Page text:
When Senator Rand Paul descended onto the Senate floor earlier this month to promote his legislation to end foreign aid to the Palestinian Authority, he stood next to an outsize poster showing the names and faces of three Israeli teenagers who had just been killed.
"Killed," Paul emphasized, "in cold blood."
Not long after Paul stopped speaking, his political operation swung into action. His top strategist, Doug Stafford, packaged the speech into an email that landed in the in-boxes of a clutch of influential Jewish and pro-Israel Republicans across the country.
The episode—the pro-Israel bill, the impassioned speech, the rapid dissemination—is a small window into the early and aggressive Jewish-outreach campaign of the junior senator from Kentucky with his eye on the White House in 2016. As Paul lays the groundwork for a presidential bid—he's already hired two top Iowa Republicans and one veteran New Hampshire strategist—few constituencies have received more attention than Jewish Republicans and pro-Israel advocates.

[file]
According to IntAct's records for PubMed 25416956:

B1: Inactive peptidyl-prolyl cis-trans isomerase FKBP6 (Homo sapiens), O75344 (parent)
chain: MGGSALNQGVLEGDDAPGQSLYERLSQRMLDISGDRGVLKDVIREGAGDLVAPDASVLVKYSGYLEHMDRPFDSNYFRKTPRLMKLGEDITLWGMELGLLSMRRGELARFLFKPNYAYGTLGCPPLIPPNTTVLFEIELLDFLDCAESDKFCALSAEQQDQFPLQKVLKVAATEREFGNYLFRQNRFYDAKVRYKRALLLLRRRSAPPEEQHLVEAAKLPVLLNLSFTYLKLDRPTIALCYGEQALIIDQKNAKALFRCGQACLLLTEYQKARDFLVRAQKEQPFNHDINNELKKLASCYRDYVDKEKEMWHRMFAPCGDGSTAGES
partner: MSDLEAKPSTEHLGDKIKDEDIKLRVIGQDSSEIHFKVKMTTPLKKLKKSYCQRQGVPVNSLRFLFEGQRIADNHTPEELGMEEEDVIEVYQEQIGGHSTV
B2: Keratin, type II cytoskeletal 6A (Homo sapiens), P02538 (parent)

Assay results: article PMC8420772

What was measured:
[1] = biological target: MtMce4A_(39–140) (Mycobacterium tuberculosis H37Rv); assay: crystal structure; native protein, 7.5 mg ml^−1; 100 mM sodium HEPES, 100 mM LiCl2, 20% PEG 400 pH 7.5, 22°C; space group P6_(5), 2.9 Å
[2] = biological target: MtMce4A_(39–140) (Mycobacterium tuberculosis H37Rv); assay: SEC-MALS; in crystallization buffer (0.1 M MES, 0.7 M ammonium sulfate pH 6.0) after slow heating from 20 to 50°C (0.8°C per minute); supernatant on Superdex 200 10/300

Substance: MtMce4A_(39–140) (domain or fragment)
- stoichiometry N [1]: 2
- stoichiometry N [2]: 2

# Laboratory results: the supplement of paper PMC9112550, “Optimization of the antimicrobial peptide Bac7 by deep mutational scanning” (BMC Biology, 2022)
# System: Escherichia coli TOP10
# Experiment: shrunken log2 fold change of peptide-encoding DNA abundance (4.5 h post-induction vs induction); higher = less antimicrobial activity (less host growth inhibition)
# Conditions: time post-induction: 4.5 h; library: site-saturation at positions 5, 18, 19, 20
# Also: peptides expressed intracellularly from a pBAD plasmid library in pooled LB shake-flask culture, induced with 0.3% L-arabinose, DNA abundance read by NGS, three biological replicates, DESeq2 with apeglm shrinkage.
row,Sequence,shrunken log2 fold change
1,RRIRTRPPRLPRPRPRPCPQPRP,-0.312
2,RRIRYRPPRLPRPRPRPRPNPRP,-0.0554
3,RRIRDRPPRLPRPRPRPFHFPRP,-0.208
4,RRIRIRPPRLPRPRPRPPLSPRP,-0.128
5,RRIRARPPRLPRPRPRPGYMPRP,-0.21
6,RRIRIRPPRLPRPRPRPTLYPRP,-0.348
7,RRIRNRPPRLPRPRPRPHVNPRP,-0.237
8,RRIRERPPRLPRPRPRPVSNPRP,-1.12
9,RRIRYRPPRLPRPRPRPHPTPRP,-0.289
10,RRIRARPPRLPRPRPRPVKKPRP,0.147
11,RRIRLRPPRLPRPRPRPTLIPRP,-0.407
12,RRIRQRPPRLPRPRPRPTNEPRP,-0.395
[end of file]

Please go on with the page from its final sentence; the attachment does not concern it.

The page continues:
Rand Paul, who has said he knew only a single Jewish family growing up in small-town Texas, has even found his own rabbi (one he shares with Rush Limbaugh) to help him navigate the cultural divide.Paul has donned a yarmulke and danced to Hebrew songs. He has prayed at the Western Wall and visited a prominent New Jersey yeshiva (a religious school where a major GOP contributor served as his tour guide). He's dialed into one of the country's most popular Jewish radio programs and held off-the-record conference calls with Jewish leaders across more than 30 states. He has introduced pro-Israel legislation (title: the "Stand With Israel Act"), speechified about it in the Senate, and, relentlessly, sought a private audience with the wealthiest and most influential Jewish Republicans in the nation.